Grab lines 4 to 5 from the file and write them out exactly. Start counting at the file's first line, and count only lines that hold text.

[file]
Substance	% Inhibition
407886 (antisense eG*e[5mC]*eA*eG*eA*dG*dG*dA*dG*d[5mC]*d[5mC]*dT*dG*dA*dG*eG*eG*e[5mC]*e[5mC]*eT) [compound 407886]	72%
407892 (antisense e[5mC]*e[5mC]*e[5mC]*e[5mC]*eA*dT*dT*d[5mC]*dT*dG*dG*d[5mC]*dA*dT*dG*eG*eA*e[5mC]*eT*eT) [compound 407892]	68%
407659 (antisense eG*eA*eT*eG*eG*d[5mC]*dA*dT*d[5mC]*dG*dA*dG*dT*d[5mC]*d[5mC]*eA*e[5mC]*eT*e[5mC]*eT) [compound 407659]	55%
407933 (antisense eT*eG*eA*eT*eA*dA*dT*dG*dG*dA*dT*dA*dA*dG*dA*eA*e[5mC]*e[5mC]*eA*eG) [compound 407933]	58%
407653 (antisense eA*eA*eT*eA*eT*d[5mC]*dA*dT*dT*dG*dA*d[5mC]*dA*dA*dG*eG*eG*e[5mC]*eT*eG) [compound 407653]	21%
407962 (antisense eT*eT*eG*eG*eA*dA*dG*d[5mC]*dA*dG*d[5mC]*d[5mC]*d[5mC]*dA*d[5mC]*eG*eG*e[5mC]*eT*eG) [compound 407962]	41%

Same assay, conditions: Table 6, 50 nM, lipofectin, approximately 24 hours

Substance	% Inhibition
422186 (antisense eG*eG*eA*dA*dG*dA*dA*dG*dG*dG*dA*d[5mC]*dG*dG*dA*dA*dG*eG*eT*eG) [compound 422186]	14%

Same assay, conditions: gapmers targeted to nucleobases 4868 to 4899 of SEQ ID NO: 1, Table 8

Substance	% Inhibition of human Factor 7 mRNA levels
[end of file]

407659 (antisense eG*eA*eT*eG*eG*d[5mC]*dA*dT*d[5mC]*dG*dA*dG*dT*d[5mC]*d[5mC]*eA*e[5mC]*eT*e[5mC]*eT) [compound 407659]	55%
407933 (antisense eT*eG*eA*eT*eA*dA*dT*dG*dG*dA*dT*dA*dA*dG*dA*eA*e[5mC]*e[5mC]*eA*eG) [compound 407933]	58%